A new website from the Colorado Legislative Council offers visitors a floor-by-floor virtual tour of these many artworks and memorials.  On the homepage, you can either click on the link to a particular floor or other area (basement, dome, grounds), or you can filter by a specific type of artwork, memorial, or architectural feature (sculptures, paintings, stained glass windows, etc.)  Once you click on an area or floor, you receive a color-coded map followed by a listing, with a photo, of each artwork.  This site is a handy resource to take along with you on your smartphone or tablet as you tour the building, or just to look at on your computer if you cannot visit in person. 

Colorado State Publications Blog

Creative Districts

In 2011 the Colorado General Assembly passed legislation to allow for the establishment of Creative Districts in Colorado.  According to the legislation, a Creative District is “a well-organized, designated mixed-use area of a community in which a high concentration of cultural facilities, creative businesses, or arts-related businesses serve as the anchor of attraction.”  They can be established in communities large or small, urban or rural, and businesses can be for profit or non-profit.  The Districts are certified by Colorado Creative Industries, formerly known as Colorado Council on the Arts.  The first Creative Districts were Downtown Salida and the Santa Fe Arts District in Denver.  Since then, five new Creative Districts have been certified, in Pueblo, Trinidad, Ridgway, Telluride, and the North Fork Valley, and more are expected to follow (see the press release here.)  The program highlights the many artistic and cultural attractions our state has to offer.  If your community is interested in certifying a Creative District, find out how here.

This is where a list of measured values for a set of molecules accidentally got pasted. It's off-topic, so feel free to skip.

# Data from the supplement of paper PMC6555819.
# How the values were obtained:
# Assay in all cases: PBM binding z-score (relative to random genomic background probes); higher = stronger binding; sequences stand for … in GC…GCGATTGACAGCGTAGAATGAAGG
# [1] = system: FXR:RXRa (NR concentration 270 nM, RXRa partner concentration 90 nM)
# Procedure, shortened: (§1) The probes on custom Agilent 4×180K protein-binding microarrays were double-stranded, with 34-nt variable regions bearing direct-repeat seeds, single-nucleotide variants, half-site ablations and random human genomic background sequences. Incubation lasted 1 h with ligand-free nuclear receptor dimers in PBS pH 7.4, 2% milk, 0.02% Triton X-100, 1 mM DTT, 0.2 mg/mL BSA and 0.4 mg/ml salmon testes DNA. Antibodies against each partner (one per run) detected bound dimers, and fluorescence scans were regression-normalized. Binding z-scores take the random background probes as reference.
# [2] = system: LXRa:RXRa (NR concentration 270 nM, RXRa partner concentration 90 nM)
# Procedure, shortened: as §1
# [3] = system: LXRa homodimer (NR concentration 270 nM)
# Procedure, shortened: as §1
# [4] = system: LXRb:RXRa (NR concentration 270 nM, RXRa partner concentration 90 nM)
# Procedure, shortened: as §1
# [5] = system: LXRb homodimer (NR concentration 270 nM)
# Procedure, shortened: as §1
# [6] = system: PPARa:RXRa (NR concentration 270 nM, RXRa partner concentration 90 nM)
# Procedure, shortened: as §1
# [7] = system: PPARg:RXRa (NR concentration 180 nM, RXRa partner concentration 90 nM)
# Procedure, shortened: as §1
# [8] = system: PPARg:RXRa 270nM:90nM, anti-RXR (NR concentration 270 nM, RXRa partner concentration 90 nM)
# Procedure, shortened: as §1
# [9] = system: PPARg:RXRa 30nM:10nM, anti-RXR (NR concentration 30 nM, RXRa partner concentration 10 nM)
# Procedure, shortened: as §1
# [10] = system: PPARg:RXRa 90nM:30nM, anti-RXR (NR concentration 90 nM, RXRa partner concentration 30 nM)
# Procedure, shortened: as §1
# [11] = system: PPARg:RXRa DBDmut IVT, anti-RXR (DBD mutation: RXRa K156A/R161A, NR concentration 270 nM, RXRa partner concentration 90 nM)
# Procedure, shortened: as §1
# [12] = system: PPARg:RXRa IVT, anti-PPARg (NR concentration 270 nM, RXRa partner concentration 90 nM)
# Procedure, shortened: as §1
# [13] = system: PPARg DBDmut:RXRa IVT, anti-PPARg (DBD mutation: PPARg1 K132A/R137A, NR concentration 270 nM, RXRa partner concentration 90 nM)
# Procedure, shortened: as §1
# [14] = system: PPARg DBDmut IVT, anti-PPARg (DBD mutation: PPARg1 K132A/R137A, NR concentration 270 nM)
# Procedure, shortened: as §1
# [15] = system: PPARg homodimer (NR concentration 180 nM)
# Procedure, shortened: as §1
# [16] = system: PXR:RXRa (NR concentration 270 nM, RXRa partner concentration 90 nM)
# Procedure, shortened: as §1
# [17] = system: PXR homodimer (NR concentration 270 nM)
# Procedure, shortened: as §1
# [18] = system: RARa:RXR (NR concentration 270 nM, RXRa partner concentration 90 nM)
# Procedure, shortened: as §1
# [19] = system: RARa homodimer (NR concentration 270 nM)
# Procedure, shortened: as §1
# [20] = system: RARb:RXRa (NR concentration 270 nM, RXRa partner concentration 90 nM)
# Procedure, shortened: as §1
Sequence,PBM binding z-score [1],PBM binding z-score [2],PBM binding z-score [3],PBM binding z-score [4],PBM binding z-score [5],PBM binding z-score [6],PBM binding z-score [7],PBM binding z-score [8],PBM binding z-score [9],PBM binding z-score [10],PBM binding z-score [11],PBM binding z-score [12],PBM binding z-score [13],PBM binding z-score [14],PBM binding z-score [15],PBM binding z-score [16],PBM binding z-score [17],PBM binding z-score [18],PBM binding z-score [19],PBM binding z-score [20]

Colorado State Publications Blog

Colorado Art

Did you know that August is American Artist Appreciation Month?  This celebration highlights the contributions Americans have made to the fine arts.  Art is all around us, even in state government – the Colorado Dept. of Transportation and the Colorado Dept. of Education have produced publications that highlight art in schools and along transportation corridors.  The State Capitol includes many fine works of art both inside and out; check out Memorials and Art in and Around The State Capitol and Art of the House from our library to find out more.  Some other publications in our library that highlight American art and artists include:

  • Masterpieces of Colorado:  A Rich Legacy of Landscape Painting
  • The Architecture and Art of Early Hispanic Colorado
  • Art in Public Places
  • Irene Jerome Hood:  A Victorian Woman and Her Art

Also visit, partially sponsored by Colorado Creative Industries (formerly Colorado Council on the Arts) to find out about American artists of today.

The Gallery of Presidents is one of the many examples of art in the State Capitol.  All of the portraits were painted by Lawrence Williams except for the most recent portrait, that of President Obama, which was painted by Sarah Boardman of Colorado Springs.  Lawrence Williams died in 2003.  Photo courtesy Colorado State Archives.